Disclaimer

Information at this site is general information provided as part of World Stress Map project's role in publishing its activities and disseminating information. We aim to ensure that all information we maintain is accurate, current and fit for the purpose intended. Because the World Stress Map (WSM) team must rely on information provided by others, it makes no guarantees, expressed or implied, as to the accuracy of the data, opinions, interpretations, conclusions, or recommendations contained herein. By using this information the user agrees to release and indemnify the WSM team from any liability for injury, loss, damages, or expenses resulting therefrom, even if caused by the negligence of the WSM team.

Links and frames connecting this site with other sites are for convenience only and do not mean that the WSM team endorses or approves them. We cannot guarantee that these links will work all of the time and we have no control over the availability of linked pages.

Generally it is the responsibility of the user to make their own decisions about the accuracy, currency, reliability and correctness of information found in this database and at sites linked from this web site.

Privacy Policy

World Stress Map project's website does not store or capture personal information of the users, but merely logs the IP addresses which are automatically recognised by the web server. We do not use cookies for collecting user information from the site and we will not collect any information about users except that required for system administration of the web server.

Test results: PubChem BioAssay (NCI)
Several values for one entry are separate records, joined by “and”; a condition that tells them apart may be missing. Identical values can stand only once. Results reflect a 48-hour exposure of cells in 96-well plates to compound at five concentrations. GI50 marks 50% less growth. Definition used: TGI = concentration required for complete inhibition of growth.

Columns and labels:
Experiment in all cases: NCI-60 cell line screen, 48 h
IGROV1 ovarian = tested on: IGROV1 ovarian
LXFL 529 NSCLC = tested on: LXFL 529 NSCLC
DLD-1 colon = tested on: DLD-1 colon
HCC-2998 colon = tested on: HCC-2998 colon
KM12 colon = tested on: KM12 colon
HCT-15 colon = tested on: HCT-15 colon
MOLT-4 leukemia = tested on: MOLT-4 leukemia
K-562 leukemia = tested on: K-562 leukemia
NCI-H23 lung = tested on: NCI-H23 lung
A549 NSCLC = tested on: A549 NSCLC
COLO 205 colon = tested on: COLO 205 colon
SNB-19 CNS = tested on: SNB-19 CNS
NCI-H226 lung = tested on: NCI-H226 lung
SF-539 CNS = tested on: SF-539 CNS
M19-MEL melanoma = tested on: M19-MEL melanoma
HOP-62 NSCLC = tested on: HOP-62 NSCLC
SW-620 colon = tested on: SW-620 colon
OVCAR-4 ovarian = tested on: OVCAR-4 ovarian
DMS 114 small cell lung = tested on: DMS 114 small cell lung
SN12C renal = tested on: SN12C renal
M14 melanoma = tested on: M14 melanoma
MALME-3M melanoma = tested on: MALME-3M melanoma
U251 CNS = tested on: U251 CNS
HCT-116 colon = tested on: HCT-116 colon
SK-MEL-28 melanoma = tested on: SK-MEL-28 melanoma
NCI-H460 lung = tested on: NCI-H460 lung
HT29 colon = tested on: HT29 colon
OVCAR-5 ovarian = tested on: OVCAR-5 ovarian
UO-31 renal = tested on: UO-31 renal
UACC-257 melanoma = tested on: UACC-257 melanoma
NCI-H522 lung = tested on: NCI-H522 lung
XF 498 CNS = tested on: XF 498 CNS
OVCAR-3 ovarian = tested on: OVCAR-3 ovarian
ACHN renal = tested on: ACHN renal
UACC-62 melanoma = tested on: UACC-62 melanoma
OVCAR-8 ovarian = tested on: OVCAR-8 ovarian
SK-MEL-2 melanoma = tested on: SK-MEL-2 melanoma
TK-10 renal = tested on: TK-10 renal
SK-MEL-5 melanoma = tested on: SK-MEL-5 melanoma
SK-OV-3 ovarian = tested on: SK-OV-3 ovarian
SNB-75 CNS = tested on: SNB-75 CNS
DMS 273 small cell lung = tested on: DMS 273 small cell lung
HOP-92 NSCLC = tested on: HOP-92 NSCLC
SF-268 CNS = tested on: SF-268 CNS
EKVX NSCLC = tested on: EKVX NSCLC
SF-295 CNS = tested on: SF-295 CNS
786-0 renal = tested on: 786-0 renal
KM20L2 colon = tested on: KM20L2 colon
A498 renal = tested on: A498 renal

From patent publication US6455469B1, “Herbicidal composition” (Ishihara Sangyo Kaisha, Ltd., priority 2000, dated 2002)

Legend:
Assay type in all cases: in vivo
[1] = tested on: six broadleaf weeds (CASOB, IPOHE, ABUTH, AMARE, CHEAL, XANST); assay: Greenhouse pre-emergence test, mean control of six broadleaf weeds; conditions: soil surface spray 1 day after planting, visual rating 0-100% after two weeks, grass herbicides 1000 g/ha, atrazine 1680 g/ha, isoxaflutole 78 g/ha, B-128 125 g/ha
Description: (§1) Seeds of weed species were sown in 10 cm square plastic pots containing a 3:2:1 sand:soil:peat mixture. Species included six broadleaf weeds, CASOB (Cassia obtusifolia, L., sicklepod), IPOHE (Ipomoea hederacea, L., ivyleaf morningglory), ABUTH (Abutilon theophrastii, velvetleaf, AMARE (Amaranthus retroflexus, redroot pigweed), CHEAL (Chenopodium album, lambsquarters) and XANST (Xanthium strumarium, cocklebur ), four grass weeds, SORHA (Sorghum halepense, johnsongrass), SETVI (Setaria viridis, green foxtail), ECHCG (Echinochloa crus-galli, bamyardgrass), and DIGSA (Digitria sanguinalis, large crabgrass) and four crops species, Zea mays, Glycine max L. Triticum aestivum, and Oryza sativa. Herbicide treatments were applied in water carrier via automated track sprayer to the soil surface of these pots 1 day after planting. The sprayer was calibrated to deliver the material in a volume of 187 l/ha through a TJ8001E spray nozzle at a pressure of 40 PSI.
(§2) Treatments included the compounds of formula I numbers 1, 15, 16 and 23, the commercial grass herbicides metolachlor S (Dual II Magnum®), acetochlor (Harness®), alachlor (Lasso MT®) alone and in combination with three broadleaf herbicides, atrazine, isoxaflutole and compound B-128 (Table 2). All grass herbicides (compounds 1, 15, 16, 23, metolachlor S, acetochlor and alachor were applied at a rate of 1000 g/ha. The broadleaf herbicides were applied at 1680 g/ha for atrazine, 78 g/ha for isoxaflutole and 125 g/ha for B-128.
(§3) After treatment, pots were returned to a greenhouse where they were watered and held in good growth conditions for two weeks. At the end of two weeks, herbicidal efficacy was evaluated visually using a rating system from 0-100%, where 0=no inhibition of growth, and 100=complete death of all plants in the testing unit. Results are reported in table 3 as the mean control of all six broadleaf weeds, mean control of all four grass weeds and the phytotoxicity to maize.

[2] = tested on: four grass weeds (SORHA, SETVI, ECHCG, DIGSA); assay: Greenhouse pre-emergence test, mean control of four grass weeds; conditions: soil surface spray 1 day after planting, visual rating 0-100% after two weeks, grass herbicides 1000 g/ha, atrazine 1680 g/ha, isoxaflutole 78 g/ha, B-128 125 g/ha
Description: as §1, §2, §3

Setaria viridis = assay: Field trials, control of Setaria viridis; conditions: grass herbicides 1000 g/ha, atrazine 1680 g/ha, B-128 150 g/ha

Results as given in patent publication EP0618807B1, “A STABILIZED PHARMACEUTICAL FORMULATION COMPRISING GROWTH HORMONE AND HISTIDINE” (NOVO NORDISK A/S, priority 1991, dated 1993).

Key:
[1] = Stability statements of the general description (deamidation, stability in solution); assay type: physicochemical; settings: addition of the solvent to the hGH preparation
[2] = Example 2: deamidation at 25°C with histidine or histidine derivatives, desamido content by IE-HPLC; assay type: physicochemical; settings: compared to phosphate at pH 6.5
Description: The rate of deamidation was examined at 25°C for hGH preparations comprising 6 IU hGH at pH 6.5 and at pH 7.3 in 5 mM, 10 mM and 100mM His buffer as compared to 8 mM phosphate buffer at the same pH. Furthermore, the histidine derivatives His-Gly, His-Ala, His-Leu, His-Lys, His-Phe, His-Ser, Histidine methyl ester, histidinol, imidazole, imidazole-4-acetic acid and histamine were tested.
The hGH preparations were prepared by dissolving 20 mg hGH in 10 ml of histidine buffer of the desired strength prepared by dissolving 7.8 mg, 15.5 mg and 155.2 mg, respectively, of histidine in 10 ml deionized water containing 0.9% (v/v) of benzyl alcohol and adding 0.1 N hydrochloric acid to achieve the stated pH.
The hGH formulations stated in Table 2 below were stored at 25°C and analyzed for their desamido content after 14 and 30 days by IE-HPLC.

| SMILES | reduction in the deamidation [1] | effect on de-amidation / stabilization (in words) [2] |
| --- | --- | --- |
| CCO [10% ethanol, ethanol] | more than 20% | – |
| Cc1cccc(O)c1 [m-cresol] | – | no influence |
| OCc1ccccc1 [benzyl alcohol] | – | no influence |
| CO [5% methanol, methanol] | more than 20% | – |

This privacy policy only covers World Stress Map project's website at www.world-stress-map.org. Other links within this site to other websites are not covered by this policy.

Copyright Statement

The World Stress Map project and the Heidelberg Academy of Sciences and Humanities own copyright of the material available at this site, unless otherwise stated. All rights reserved.
The copyright of software used or published on the WSM web server and sites varies. For details on the copyright of individual software please contact Dr. Oliver Heidbach.




Further information and requests should be addressed to:

World Stress Map Project
c/o Dr. Oliver Heidbach
Karlsruhe University
Geophysical Institute
Hertzstr. 16
76187 Karlsruhe
Germany